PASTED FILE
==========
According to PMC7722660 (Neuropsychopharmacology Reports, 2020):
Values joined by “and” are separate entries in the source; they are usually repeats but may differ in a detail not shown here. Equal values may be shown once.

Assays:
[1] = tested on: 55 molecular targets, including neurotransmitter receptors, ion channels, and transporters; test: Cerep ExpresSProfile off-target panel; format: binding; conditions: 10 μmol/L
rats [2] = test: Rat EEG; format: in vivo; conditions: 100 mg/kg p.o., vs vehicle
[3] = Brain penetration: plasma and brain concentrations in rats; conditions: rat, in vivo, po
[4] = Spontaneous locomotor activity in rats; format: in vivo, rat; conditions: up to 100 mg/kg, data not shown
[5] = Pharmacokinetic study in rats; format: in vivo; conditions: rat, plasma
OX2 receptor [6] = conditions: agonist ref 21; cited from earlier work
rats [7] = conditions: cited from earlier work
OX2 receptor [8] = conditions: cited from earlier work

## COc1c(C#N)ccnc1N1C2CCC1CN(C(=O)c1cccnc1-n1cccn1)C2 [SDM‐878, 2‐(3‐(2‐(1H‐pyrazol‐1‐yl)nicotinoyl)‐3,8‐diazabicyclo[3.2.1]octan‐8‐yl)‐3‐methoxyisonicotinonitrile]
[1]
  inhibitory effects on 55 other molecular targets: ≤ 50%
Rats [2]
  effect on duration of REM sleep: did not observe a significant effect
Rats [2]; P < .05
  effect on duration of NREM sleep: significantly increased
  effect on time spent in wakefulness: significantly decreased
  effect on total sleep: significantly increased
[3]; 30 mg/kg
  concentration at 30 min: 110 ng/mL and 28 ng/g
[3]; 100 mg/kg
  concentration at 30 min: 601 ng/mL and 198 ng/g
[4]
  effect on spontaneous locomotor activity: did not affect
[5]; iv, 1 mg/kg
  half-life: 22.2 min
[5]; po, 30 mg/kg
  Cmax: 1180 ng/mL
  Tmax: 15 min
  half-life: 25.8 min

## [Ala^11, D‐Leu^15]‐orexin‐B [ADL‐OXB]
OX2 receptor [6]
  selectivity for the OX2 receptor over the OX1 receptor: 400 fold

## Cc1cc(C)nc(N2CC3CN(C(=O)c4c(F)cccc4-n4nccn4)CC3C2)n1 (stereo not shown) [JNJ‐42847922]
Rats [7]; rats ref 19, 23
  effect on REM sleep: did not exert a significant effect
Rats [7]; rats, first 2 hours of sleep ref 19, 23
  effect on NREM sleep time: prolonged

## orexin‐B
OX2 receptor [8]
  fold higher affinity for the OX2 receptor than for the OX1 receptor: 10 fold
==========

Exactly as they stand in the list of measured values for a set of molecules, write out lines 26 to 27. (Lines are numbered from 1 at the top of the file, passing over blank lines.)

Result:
  effect on spontaneous locomotor activity: did not affect
[5]; iv, 1 mg/kg